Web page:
I believe that the future of our freshwater conservation efforts begins with inspiring the upcoming generation of scientists, educators, and leaders to understand and care for this precious natural commodity. Spending time in our lakes, rivers, and streams can be the catalyst for caring about our natural world. Educational programs assist in a cultural shift where society understands the critical need to protect our fresh water. Funding to spur more human-nature interactions would be well spent.

— Jessica Jens, Executive Director of Riveredge Nature Center

The fresh drinking water everyone takes for granted in the US is not available to 1.1 billion people on this planet. Lack of access to safe drinking water affects one third of the countries in the world (and one out of every six people).  We need to fund innovations in providing sources of clean water and implementing sustainable engineering projects to bring clean water to these communities. There would be no greater goodwill that could be generated for our country per dollar spent than by providing clean water in underserved regions. This is the real water bucket challenge.

— Russ Klisch, President of Lakefront Brewery, Milwaukee

Citizens of every community should understand that ‘all property is waterfront property; a river starts at your front door’. What we have found with our work with the City as Living Laboratory framework is that a variety of means of engagement are needed:  artists can do projects in collaboration with scientists who study watersheds. These projects can make abstract issues tangible. But there needs to be ongoing programs—walks with scientists, water currency projects, or readings by poets who can bring attention to the sensuous nature of water. We need support not only from the top down but the bottom up.

— Mary Miss, Artist

Because the greatest threat to freshwater will be drought and other climatic changes caused by greenhouse gas pollution, it makes sense that the first priority is to sequester carbon and dramatically reduce emissions. The big opportunities with big payoffs both for climate stability and for freshwater will be innovations in no-till agriculture, new forest policies that manage for carbon sequestration, progress in energy conservation, and transition to a renewable-energy economy. If we can’t do this, it will be immeasurably harder, maybe impossible, to protect the flourishing of the freshwater systems.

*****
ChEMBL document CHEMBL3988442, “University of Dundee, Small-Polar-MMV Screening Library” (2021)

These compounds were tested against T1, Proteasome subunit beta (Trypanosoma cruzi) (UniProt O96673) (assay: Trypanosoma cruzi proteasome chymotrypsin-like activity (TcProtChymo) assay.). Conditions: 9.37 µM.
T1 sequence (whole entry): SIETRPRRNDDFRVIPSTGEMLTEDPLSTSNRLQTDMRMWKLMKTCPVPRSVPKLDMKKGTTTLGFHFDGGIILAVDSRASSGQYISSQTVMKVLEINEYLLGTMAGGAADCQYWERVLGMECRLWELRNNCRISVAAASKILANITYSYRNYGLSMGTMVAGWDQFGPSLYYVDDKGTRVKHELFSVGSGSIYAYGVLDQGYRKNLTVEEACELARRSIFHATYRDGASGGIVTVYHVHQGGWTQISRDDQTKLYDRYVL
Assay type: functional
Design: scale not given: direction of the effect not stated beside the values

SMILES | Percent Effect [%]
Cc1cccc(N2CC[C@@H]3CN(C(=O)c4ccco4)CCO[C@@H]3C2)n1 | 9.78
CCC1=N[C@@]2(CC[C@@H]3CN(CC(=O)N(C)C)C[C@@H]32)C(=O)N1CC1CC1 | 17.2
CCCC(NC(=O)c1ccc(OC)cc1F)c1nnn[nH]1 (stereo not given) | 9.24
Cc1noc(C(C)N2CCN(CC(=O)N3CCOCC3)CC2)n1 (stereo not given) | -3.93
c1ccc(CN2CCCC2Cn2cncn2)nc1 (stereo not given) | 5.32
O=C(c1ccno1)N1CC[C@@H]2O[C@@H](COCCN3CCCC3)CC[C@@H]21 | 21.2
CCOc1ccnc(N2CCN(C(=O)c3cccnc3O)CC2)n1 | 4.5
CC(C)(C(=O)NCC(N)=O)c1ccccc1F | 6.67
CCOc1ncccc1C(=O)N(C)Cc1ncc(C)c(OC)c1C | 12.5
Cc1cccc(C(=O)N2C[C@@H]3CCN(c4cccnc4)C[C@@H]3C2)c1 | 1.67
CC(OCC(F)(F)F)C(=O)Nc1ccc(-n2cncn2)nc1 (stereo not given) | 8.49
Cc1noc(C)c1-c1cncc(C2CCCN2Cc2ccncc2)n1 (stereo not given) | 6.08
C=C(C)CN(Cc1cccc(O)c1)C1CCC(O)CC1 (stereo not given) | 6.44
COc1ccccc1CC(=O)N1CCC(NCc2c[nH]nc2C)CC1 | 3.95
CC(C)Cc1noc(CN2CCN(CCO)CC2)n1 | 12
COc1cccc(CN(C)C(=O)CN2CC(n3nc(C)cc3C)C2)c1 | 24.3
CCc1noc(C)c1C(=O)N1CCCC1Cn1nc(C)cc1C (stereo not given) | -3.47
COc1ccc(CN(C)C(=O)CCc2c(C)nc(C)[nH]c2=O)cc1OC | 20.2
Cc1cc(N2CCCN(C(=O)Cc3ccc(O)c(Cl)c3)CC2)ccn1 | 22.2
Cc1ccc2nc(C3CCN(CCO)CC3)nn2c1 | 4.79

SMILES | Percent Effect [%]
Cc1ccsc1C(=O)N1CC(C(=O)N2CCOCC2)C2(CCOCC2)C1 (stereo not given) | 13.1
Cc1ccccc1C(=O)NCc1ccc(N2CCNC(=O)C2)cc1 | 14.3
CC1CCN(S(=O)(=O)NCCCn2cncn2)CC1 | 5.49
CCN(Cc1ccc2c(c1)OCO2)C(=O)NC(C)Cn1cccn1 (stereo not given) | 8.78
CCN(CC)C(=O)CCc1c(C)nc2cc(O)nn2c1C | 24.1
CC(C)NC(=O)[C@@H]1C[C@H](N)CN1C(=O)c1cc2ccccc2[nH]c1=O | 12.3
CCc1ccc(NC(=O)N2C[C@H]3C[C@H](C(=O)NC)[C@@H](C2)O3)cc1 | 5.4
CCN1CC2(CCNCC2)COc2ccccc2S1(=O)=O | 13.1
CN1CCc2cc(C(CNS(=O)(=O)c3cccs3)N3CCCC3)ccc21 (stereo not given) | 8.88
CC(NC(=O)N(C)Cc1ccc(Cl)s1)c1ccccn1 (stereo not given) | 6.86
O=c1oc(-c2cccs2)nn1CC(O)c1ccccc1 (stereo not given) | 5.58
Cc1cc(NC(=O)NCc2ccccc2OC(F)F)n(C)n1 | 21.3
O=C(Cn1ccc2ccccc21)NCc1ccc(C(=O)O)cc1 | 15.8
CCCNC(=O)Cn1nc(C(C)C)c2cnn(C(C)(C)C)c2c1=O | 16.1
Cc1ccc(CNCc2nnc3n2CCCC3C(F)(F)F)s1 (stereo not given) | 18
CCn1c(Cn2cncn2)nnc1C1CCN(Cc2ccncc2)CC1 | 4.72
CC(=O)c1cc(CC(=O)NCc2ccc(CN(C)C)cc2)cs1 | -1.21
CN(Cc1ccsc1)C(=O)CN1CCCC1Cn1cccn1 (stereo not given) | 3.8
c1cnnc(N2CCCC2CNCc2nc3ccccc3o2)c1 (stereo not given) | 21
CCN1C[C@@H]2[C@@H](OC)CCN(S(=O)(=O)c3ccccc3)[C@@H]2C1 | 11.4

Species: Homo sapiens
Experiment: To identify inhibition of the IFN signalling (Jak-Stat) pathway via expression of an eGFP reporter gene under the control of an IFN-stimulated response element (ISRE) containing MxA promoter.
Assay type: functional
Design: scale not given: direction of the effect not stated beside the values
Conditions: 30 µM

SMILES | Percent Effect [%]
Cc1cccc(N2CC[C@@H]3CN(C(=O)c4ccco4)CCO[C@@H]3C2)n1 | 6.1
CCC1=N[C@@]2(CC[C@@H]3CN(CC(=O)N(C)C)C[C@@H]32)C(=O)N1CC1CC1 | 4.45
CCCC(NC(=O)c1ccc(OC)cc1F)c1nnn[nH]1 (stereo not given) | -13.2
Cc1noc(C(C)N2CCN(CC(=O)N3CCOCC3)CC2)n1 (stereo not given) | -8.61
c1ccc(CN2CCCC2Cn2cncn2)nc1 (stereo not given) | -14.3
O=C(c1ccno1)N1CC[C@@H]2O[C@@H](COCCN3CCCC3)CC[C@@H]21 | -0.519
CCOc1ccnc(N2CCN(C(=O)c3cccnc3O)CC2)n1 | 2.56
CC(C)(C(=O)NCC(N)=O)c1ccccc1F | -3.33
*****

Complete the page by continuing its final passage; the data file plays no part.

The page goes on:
Because the Earth is beautiful and astonishing and life-giving, celebrate the interconnections of all life. Radically re-imagine how to live on Earth joyously and gratefully, and honor our obligations to the future to leave a world as rich in possibility as our own. At every chance, align human practices with the great creative and healing forces of the planet.

— Kathleen Dean Moore, Author and Philosopher

When communities organize to buy back their water from private companies, there will sometimes be urgent needs for financing in the form of donations or loans. It would be good to have funders poised to assist when these opportunities arise. It is also critical that the form of ownership and management of water be designed to ensure that the water is not later re-privatized. Many times, the design of governance is overlooked or communities cannot afford to invest in creating a solid legal structure. To that end, it is critical to ensure that funds are available for communities to invest in legal services to design governance structures that keep water in the commons.

— Janelle Orsi, Executive Director of the Sustainable Economies Law Center

Rather than list the policy issues that are important, I’d like to suggest that an important change/addition in the funding for freshwater protection would be in how campaigns are run. Technology and best practices have taken huge leaps forward in recent years, giving us the ability to run campaigns that are more sophisticated. This includes using the file of eligible voters to engage citizens, micro-targeting of TV and web ads, and social media.

At Wisconsin League of Conservation Voters we have found that, despite a political climate that is hostile to environmental policy-making, we have been able to succeed in the legislative process by utilizing these types of best practices and technologies combined with traditional advocacy, citizen engagement, and earned media. By investing in organizations and campaigns that are utilizing these practices, funders are investing in both the current issue campaign and in issues that will be fought in the future.

— Kerry Schumann, Executive Director of the Wisconsin League of Conservation Voters